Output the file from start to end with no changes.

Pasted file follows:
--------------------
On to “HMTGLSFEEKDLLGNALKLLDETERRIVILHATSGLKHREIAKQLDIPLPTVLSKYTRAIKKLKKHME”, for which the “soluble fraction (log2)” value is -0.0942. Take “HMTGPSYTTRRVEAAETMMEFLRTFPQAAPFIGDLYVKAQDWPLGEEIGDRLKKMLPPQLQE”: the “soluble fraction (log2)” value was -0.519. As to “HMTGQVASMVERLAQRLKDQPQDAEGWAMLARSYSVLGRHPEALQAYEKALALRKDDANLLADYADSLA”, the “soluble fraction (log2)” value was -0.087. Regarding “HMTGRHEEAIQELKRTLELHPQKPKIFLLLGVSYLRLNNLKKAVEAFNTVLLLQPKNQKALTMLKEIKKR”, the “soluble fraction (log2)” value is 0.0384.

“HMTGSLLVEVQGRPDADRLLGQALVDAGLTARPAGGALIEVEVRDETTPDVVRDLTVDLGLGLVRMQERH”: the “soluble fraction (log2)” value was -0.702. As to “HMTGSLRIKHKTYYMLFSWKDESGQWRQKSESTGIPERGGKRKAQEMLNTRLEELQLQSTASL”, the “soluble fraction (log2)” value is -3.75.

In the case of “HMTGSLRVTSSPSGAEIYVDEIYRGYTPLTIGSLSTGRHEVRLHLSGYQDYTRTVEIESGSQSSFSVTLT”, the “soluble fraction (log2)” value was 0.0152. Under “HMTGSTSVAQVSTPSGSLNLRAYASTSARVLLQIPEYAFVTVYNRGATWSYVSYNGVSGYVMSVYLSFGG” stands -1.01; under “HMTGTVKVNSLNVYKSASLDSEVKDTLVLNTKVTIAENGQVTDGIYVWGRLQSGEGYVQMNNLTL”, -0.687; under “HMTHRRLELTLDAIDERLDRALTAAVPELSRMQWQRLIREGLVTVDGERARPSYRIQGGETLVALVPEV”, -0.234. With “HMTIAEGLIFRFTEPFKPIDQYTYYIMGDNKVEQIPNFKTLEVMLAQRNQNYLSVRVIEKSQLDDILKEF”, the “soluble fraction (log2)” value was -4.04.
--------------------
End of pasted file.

On to “HMTGLSFEEKDLLGNALKLLDETERRIVILHATSGLKHREIAKQLDIPLPTVLSKYTRAIKKLKKHME”, for which the “soluble fraction (log2)” value is -0.0942. Take “HMTGPSYTTRRVEAAETMMEFLRTFPQAAPFIGDLYVKAQDWPLGEEIGDRLKKMLPPQLQE”: the “soluble fraction (log2)” value was -0.519. As to “HMTGQVASMVERLAQRLKDQPQDAEGWAMLARSYSVLGRHPEALQAYEKALALRKDDANLLADYADSLA”, the “soluble fraction (log2)” value was -0.087. Regarding “HMTGRHEEAIQELKRTLELHPQKPKIFLLLGVSYLRLNNLKKAVEAFNTVLLLQPKNQKALTMLKEIKKR”, the “soluble fraction (log2)” value is 0.0384.

“HMTGSLLVEVQGRPDADRLLGQALVDAGLTARPAGGALIEVEVRDETTPDVVRDLTVDLGLGLVRMQERH”: the “soluble fraction (log2)” value was -0.702. As to “HMTGSLRIKHKTYYMLFSWKDESGQWRQKSESTGIPERGGKRKAQEMLNTRLEELQLQSTASL”, the “soluble fraction (log2)” value is -3.75.

In the case of “HMTGSLRVTSSPSGAEIYVDEIYRGYTPLTIGSLSTGRHEVRLHLSGYQDYTRTVEIESGSQSSFSVTLT”, the “soluble fraction (log2)” value was 0.0152. Under “HMTGSTSVAQVSTPSGSLNLRAYASTSARVLLQIPEYAFVTVYNRGATWSYVSYNGVSGYVMSVYLSFGG” stands -1.01; under “HMTGTVKVNSLNVYKSASLDSEVKDTLVLNTKVTIAENGQVTDGIYVWGRLQSGEGYVQMNNLTL”, -0.687; under “HMTHRRLELTLDAIDERLDRALTAAVPELSRMQWQRLIREGLVTVDGERARPSYRIQGGETLVALVPEV”, -0.234. With “HMTIAEGLIFRFTEPFKPIDQYTYYIMGDNKVEQIPNFKTLEVMLAQRNQNYLSVRVIEKSQLDDILKEF”, the “soluble fraction (log2)” value was -4.04.